The cabin made from Coca-Cola crates
Our new book, The Best of Nest, proves that when it comes to off-the-wall interiors, you can’t beat the Real Thing
Nest was a great magazine, partly because its founder, the artist and designer Joe Hotlzman, was a maverick. Published from 1997 to 2004, Holtzman’s mag strongly eschewed the convention luxury-design coverage – perfectly presented, slightly sterile looking homes – in favour of non-traditional, exceptional, and unusual environments.
Holtzman was the magazine’s founder, editor and publisher, and so could do more or less as he wished. And, as he recalls, looking back on a few of the issues in our new anthology, The Best of Nest, his editorial instinct ocasionally got the better of him.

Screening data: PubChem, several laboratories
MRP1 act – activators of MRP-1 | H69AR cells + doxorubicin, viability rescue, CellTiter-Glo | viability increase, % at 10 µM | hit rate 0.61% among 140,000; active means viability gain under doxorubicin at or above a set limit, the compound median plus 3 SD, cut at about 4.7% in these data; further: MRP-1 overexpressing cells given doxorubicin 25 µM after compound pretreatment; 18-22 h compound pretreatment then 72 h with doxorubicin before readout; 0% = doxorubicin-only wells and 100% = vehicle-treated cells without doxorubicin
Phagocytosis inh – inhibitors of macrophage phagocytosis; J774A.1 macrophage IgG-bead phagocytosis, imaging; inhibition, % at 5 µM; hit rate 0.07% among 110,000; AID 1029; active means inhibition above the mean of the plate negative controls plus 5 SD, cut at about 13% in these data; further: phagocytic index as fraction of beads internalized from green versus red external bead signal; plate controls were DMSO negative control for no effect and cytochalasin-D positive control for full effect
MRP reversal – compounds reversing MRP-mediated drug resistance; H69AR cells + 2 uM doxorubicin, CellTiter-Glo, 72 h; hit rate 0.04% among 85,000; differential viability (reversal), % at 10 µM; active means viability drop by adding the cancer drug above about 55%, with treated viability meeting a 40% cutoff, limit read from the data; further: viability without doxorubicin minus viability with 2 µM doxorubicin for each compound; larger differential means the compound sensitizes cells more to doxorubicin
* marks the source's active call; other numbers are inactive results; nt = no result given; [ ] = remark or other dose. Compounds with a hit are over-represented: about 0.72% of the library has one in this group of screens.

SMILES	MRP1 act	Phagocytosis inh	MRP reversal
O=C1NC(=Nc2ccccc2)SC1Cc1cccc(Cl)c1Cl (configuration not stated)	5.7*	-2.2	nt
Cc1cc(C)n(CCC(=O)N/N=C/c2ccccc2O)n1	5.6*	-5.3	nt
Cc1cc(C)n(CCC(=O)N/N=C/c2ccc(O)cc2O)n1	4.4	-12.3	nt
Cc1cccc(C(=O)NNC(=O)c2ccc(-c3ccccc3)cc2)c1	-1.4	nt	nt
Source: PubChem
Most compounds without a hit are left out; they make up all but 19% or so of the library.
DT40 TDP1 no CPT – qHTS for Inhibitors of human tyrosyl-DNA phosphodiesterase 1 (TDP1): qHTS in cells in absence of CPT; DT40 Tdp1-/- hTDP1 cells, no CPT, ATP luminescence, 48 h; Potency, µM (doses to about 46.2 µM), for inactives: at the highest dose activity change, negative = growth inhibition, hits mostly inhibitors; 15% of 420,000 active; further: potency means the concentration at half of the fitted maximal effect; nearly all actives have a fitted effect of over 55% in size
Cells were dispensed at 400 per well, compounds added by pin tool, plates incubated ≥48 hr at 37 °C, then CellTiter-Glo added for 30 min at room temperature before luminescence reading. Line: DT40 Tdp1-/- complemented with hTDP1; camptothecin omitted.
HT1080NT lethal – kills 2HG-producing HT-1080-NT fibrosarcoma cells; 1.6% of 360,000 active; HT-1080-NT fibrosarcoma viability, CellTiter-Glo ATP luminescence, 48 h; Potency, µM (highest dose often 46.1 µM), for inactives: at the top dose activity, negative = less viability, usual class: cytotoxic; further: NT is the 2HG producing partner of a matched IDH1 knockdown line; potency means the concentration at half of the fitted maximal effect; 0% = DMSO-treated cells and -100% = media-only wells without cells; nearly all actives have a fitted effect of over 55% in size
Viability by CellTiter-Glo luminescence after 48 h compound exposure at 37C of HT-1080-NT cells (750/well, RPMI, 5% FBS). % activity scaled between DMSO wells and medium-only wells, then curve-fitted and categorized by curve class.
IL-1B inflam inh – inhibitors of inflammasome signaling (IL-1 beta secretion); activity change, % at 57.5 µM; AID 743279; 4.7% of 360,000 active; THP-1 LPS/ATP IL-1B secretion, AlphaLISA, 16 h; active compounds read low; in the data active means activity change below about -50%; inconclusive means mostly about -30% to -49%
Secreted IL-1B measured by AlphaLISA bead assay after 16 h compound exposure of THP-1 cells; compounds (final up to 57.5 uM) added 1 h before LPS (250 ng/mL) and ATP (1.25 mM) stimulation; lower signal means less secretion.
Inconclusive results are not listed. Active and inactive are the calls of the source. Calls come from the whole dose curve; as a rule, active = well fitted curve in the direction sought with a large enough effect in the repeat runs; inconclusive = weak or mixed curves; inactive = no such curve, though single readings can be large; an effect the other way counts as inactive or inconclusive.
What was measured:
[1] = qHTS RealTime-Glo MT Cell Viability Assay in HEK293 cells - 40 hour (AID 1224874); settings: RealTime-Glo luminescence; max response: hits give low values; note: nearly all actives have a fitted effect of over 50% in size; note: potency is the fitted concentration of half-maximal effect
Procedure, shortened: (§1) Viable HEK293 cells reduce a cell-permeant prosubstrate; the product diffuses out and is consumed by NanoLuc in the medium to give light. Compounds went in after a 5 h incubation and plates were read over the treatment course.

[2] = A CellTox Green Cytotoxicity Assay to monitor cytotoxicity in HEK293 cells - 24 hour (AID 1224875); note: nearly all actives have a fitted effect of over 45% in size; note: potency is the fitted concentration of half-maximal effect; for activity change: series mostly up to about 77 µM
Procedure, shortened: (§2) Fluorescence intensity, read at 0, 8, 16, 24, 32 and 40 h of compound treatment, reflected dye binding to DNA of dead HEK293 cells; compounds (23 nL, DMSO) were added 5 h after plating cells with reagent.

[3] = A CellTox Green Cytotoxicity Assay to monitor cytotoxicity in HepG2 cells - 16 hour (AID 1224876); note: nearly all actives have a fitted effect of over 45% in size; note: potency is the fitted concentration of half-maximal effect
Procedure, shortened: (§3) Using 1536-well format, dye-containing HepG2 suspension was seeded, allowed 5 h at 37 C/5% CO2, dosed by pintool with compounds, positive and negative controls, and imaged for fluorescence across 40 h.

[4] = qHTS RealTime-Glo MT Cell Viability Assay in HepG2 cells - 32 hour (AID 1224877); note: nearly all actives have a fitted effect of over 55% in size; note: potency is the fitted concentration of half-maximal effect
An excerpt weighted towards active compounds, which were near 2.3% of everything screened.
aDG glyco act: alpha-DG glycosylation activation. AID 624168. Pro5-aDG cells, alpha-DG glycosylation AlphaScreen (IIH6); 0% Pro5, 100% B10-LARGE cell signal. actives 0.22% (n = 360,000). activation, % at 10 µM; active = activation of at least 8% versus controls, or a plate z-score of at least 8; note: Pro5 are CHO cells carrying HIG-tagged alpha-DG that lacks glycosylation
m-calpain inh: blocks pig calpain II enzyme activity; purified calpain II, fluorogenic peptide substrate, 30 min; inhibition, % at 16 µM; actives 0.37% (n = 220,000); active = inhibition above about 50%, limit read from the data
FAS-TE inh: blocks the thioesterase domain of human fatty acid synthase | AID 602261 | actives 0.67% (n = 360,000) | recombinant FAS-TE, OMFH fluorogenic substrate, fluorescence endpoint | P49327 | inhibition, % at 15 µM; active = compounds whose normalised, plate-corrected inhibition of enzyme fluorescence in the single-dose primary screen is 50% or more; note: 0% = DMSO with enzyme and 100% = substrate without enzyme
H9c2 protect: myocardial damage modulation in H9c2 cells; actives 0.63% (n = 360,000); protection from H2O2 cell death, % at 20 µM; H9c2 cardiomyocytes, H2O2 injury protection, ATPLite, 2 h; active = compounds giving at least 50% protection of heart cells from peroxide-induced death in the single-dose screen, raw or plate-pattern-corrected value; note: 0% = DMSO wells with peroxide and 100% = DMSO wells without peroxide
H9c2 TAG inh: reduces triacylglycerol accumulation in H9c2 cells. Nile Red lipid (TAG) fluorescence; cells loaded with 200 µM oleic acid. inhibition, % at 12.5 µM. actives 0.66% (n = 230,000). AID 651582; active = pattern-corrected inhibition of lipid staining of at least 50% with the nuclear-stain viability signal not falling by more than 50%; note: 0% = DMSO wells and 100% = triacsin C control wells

One particular issue published in 2002, was "hi-jacked" as Holtzman puts it, by Coca-Cola, thanks mainly to his interest in the company's advertising and, as he writes, “my own Diet Coke addiction, shared at the time by the whole office.”
He wrote a fan letter to the CEO of Coca-Cola (which, alas, went unanswered); ran a feature on Coke’s role in Santa Claus’s image; printed a series of mock ads; and – with at least a partial nod to the magazine’s stated subject matter – featured this unusual New York dwelling fashioned from a highly unconventional building material.
“Near the elevated train tracks running along Upper Park Avenue in Harlem is an industrial lot enclosed by a chain-link fence,” wrote Nest contributor Oliver Ray. “Peter’s pristine Coca-Cola house, assembled from plastic Coke crates snuggles back in one leafy corner. The structure represents recycling at its most ingenious. What couldn’t you make with enough Coke crates?"
Certainly, a perfectly serviceable urban cabin is off that list. To see these images and and many others order a copy of The Best of Nest here.